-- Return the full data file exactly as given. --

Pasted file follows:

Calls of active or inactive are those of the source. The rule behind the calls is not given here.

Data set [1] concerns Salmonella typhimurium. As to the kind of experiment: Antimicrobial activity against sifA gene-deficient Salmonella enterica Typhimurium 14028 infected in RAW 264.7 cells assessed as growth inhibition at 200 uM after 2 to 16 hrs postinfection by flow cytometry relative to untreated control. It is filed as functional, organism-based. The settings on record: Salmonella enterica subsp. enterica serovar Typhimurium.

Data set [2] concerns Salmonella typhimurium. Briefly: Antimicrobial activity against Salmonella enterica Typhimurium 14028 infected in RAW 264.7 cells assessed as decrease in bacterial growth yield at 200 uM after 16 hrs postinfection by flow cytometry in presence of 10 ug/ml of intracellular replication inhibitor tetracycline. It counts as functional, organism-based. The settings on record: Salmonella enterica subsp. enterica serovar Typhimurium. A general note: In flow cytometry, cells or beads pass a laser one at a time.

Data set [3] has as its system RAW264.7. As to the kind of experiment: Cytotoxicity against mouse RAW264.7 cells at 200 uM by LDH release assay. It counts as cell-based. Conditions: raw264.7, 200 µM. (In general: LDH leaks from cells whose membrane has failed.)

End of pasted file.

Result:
Calls of active or inactive are those of the source. The rule behind the calls is not given here.

Data set [1] concerns Salmonella typhimurium. As to the kind of experiment: Antimicrobial activity against sifA gene-deficient Salmonella enterica Typhimurium 14028 infected in RAW 264.7 cells assessed as growth inhibition at 200 uM after 2 to 16 hrs postinfection by flow cytometry relative to untreated control. It is filed as functional, organism-based. The settings on record: Salmonella enterica subsp. enterica serovar Typhimurium.

Data set [2] concerns Salmonella typhimurium. Briefly: Antimicrobial activity against Salmonella enterica Typhimurium 14028 infected in RAW 264.7 cells assessed as decrease in bacterial growth yield at 200 uM after 16 hrs postinfection by flow cytometry in presence of 10 ug/ml of intracellular replication inhibitor tetracycline. It counts as functional, organism-based. The settings on record: Salmonella enterica subsp. enterica serovar Typhimurium. A general note: In flow cytometry, cells or beads pass a laser one at a time.

Data set [3] has as its system RAW264.7. As to the kind of experiment: Cytotoxicity against mouse RAW264.7 cells at 200 uM by LDH release assay. It counts as cell-based. Conditions: raw264.7, 200 µM. (In general: LDH leaks from cells whose membrane has failed.)